SAFE Network and Illegal Content


#1

So I have a small question. When the SAFE Network eventually supports more space for websites, will we be able to upload whatever pleases us and have no one do anything about it? For example. Would I be able to upload a movie that is copyrighted and not have to worry? I’m talking for torrenting sites too but unless someone develops a torrent client to connect through the SAFE Network. I don’t know. But the general question is: If I do anything illegal but keep it within the SAFE Network, do I need to worry?


Is it true that Maidsafe isn't likely to launch until the latter end of 2018?
I wish this were late year 1999
#2

The goal is to give freedom and privacy for everybody on the network, you should be able to upload whatever you want without anyone ever finding our who uploaded it.

When a user uploads (or saves) a file to the network, via one of the SAFE Network apps, the file is automatically broken up into chunks. These chunks are then encrypted (encoded so that only authorised parties can read it), randomised and stored on the computers of other SAFE Network users. These encrypted chunks are completely unreadable and inaccessible to anyone other than the owner.


#3

Of course you’d have to worry, which part of “illegal” you don’t understand?


#4

There was a time when we thought that TOR could keep our activity private, but all walls can be breached. They will build a better mousetrap. Also, something about keeping all of your eggs in one basket…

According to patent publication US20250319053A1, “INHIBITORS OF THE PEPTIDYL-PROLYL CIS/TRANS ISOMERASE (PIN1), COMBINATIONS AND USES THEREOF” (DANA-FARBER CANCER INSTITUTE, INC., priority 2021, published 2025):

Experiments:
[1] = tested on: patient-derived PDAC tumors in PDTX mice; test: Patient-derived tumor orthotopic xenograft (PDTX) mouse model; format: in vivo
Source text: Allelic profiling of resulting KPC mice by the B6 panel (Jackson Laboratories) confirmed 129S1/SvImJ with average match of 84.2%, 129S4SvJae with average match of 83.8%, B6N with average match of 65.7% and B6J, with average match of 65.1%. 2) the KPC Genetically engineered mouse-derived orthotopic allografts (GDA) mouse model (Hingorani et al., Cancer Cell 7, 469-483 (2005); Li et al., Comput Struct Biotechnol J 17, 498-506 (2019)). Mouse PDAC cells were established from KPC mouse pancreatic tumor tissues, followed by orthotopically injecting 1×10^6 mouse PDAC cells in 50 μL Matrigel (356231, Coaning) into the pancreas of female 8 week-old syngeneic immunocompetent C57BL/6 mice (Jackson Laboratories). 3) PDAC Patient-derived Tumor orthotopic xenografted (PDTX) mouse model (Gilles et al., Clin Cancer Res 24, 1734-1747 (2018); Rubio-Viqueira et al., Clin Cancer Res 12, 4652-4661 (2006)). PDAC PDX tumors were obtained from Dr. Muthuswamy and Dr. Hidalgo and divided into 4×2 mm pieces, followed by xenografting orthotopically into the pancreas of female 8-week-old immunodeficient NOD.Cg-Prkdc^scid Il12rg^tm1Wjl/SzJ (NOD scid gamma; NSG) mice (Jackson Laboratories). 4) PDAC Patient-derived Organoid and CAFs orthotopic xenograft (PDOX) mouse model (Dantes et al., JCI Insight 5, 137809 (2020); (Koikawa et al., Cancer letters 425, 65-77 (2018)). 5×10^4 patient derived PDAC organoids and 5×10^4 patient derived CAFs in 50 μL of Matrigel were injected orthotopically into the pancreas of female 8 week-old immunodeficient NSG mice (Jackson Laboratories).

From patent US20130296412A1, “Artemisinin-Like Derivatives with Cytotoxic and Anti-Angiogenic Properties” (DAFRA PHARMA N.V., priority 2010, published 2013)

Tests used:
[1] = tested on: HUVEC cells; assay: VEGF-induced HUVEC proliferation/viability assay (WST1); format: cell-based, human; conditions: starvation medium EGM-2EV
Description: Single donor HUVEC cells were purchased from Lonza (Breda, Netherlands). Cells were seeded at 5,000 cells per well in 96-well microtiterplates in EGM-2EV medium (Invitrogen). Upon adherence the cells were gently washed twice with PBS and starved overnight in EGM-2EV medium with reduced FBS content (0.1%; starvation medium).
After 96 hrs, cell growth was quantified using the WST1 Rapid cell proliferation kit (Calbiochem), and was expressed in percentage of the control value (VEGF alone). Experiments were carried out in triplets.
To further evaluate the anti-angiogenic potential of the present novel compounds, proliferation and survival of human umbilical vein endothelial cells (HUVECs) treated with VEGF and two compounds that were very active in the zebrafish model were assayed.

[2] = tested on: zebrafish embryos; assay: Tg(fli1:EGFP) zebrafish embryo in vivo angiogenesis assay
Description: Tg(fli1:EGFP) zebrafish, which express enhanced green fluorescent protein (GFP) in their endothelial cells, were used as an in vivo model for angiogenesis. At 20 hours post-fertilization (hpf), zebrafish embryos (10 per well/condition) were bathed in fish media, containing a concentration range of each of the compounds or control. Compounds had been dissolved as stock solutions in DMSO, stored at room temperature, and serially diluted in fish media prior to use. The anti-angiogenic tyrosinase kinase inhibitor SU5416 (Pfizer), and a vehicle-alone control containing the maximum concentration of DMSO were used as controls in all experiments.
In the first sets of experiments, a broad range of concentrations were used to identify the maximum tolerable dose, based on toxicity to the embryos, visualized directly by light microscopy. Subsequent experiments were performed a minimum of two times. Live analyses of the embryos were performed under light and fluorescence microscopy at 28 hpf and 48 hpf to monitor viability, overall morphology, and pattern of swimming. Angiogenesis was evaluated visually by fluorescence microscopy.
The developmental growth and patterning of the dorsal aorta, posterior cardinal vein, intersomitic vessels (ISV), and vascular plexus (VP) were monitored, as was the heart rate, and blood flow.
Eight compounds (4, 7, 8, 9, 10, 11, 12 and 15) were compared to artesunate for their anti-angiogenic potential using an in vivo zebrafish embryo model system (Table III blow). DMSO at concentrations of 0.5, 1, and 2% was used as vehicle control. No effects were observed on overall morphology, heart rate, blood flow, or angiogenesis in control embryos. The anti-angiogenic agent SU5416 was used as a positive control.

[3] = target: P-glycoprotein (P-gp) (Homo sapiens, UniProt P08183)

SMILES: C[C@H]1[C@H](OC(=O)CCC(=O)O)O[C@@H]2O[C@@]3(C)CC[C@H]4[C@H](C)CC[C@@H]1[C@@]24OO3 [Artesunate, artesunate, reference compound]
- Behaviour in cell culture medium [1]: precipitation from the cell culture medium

#5

Basically what the others said. You can upload whatever you want. Whether you choose to or not is your choice. The law is still the law.

I have doors and windows at my home that keep my private life, private. Doesn’t mean I decide to build meth labs and slaughter prostitutes - same goes here here one would think


#6

Who cares. There is no such thing as “illegal.” Do what you want with it, and accept the consequences.


#7

Exactly and if its bad enough and becomes known then the police will do what they do with the sickos and their encrypted networks. They infiltrate and break the ring. Police only catch the dumb crooks on the internet now, and the others (if they do) by good old police work. Investigation and physical evidence.[quote=“whateveryousayman, post:4, topic:7497”]
There was a time when we thought that TOR could keep our activity private, but all walls can be breached.
[/quote]
And mostly by posing as buyers and tracing back the physical evidence. OR gaining the trust of the crooks and using good old police investigation.

Also TOR had the problem of interfacing with the internet and people using unencrypted packets from the exit node


#8

Hopefully we reach a point where we can discard all Law and start again by consensus. That requires people getting back to the hard work of self responsibility.

‘Crime and Punishment’ needs to be completely re-imagined in flux with Property Rights and ‘Corporations are People’ etc…


#9

Not sure what you mean by there is no such thing as illegal. Please explain.

The problem with all of this we live in very complex societies. But I have a feeling Judge Judy would sort us all out.


#10

SAFE by its design makes it very difficult to trace users and their activities. The level of difficulty increases as the network grows.

Unless you give out personally identifying information, there is little to worry about. Targeted surveillance and infection of you machine is a different story. Learn how to verify that you have an official binary (executable a.k.a .exe) and you solve the infection issue. Give no reason for sophisticated surveillance agencies to target you and you’re okay. At least in most democratic countries that is.